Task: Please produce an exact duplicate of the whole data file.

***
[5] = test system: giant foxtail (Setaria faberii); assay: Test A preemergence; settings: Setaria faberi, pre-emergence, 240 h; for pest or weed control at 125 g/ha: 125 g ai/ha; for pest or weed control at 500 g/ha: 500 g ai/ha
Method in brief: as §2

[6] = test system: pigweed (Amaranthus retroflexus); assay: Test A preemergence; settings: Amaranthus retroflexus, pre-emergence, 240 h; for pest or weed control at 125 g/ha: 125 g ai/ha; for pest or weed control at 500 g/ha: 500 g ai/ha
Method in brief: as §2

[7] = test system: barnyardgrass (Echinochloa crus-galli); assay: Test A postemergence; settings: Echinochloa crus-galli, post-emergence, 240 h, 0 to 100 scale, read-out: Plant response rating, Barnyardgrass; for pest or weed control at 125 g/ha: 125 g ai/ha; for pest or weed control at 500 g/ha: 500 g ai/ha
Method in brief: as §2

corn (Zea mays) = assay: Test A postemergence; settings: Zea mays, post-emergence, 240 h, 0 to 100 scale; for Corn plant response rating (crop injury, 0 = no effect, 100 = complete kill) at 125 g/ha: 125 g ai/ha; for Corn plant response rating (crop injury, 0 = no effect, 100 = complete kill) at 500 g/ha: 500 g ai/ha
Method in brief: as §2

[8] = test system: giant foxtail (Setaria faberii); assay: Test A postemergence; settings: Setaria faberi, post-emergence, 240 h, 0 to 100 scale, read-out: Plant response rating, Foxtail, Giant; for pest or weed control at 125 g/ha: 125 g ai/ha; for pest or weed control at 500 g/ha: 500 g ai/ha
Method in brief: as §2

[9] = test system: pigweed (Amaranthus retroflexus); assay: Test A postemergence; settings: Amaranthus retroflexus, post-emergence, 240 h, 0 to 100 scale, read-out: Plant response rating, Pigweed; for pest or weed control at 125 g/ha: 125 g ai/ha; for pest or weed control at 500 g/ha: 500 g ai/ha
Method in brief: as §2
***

[5] = test system: giant foxtail (Setaria faberii); assay: Test A preemergence; settings: Setaria faberi, pre-emergence, 240 h; for pest or weed control at 125 g/ha: 125 g ai/ha; for pest or weed control at 500 g/ha: 500 g ai/ha
Method in brief: as §2

[6] = test system: pigweed (Amaranthus retroflexus); assay: Test A preemergence; settings: Amaranthus retroflexus, pre-emergence, 240 h; for pest or weed control at 125 g/ha: 125 g ai/ha; for pest or weed control at 500 g/ha: 500 g ai/ha
Method in brief: as §2

[7] = test system: barnyardgrass (Echinochloa crus-galli); assay: Test A postemergence; settings: Echinochloa crus-galli, post-emergence, 240 h, 0 to 100 scale, read-out: Plant response rating, Barnyardgrass; for pest or weed control at 125 g/ha: 125 g ai/ha; for pest or weed control at 500 g/ha: 500 g ai/ha
Method in brief: as §2

corn (Zea mays) = assay: Test A postemergence; settings: Zea mays, post-emergence, 240 h, 0 to 100 scale; for Corn plant response rating (crop injury, 0 = no effect, 100 = complete kill) at 125 g/ha: 125 g ai/ha; for Corn plant response rating (crop injury, 0 = no effect, 100 = complete kill) at 500 g/ha: 500 g ai/ha
Method in brief: as §2

[8] = test system: giant foxtail (Setaria faberii); assay: Test A postemergence; settings: Setaria faberi, post-emergence, 240 h, 0 to 100 scale, read-out: Plant response rating, Foxtail, Giant; for pest or weed control at 125 g/ha: 125 g ai/ha; for pest or weed control at 500 g/ha: 500 g ai/ha
Method in brief: as §2

[9] = test system: pigweed (Amaranthus retroflexus); assay: Test A postemergence; settings: Amaranthus retroflexus, post-emergence, 240 h, 0 to 100 scale, read-out: Plant response rating, Pigweed; for pest or weed control at 125 g/ha: 125 g ai/ha; for pest or weed control at 500 g/ha: 500 g ai/ha
Method in brief: as §2